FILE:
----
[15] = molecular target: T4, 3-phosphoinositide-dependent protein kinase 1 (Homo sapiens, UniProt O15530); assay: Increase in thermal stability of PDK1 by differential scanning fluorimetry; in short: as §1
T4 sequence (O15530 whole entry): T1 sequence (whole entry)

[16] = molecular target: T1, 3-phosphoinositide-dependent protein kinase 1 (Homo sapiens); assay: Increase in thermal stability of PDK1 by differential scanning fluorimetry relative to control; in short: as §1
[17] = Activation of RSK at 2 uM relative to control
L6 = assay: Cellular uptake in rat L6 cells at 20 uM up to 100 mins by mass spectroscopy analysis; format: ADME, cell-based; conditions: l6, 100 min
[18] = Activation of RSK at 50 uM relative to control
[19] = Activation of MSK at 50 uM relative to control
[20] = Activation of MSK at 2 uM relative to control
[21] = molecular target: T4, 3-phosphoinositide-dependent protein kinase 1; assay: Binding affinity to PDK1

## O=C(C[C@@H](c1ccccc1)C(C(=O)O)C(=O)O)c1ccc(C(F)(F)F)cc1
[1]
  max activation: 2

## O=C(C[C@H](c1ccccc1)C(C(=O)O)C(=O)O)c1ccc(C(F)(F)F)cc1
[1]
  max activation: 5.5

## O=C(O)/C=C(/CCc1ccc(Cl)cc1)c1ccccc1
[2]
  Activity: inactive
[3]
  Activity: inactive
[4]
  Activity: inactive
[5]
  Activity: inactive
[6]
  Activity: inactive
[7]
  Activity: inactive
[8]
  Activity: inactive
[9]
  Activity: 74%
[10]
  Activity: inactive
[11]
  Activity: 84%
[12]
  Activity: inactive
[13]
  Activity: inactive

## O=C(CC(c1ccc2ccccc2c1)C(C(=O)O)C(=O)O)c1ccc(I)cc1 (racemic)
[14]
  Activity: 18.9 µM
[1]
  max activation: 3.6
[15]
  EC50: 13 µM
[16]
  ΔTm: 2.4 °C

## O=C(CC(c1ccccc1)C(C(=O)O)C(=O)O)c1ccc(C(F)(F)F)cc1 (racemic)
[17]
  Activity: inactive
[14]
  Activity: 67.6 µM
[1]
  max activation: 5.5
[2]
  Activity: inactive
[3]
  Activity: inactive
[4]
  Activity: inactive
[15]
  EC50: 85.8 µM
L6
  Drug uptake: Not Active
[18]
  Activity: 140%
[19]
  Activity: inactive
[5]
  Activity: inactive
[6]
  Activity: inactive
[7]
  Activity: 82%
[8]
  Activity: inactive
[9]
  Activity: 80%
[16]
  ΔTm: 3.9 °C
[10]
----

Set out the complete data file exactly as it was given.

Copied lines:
[15] = molecular target: T4, 3-phosphoinositide-dependent protein kinase 1 (Homo sapiens, UniProt O15530); assay: Increase in thermal stability of PDK1 by differential scanning fluorimetry; in short: as §1
T4 sequence (O15530 whole entry): T1 sequence (whole entry)

[16] = molecular target: T1, 3-phosphoinositide-dependent protein kinase 1 (Homo sapiens); assay: Increase in thermal stability of PDK1 by differential scanning fluorimetry relative to control; in short: as §1
[17] = Activation of RSK at 2 uM relative to control
L6 = assay: Cellular uptake in rat L6 cells at 20 uM up to 100 mins by mass spectroscopy analysis; format: ADME, cell-based; conditions: l6, 100 min
[18] = Activation of RSK at 50 uM relative to control
[19] = Activation of MSK at 50 uM relative to control
[20] = Activation of MSK at 2 uM relative to control
[21] = molecular target: T4, 3-phosphoinositide-dependent protein kinase 1; assay: Binding affinity to PDK1

## O=C(C[C@@H](c1ccccc1)C(C(=O)O)C(=O)O)c1ccc(C(F)(F)F)cc1
[1]
  max activation: 2

## O=C(C[C@H](c1ccccc1)C(C(=O)O)C(=O)O)c1ccc(C(F)(F)F)cc1
[1]
  max activation: 5.5

## O=C(O)/C=C(/CCc1ccc(Cl)cc1)c1ccccc1
[2]
  Activity: inactive
[3]
  Activity: inactive
[4]
  Activity: inactive
[5]
  Activity: inactive
[6]
  Activity: inactive
[7]
  Activity: inactive
[8]
  Activity: inactive
[9]
  Activity: 74%
[10]
  Activity: inactive
[11]
  Activity: 84%
[12]
  Activity: inactive
[13]
  Activity: inactive

## O=C(CC(c1ccc2ccccc2c1)C(C(=O)O)C(=O)O)c1ccc(I)cc1 (racemic)
[14]
  Activity: 18.9 µM
[1]
  max activation: 3.6
[15]
  EC50: 13 µM
[16]
  ΔTm: 2.4 °C

## O=C(CC(c1ccccc1)C(C(=O)O)C(=O)O)c1ccc(C(F)(F)F)cc1 (racemic)
[17]
  Activity: inactive
[14]
  Activity: 67.6 µM
[1]
  max activation: 5.5
[2]
  Activity: inactive
[3]
  Activity: inactive
[4]
  Activity: inactive
[15]
  EC50: 85.8 µM
L6
  Drug uptake: Not Active
[18]
  Activity: 140%
[19]
  Activity: inactive
[5]
  Activity: inactive
[6]
  Activity: inactive
[7]
  Activity: 82%
[8]
  Activity: inactive
[9]
  Activity: 80%
[16]
  ΔTm: 3.9 °C
[10]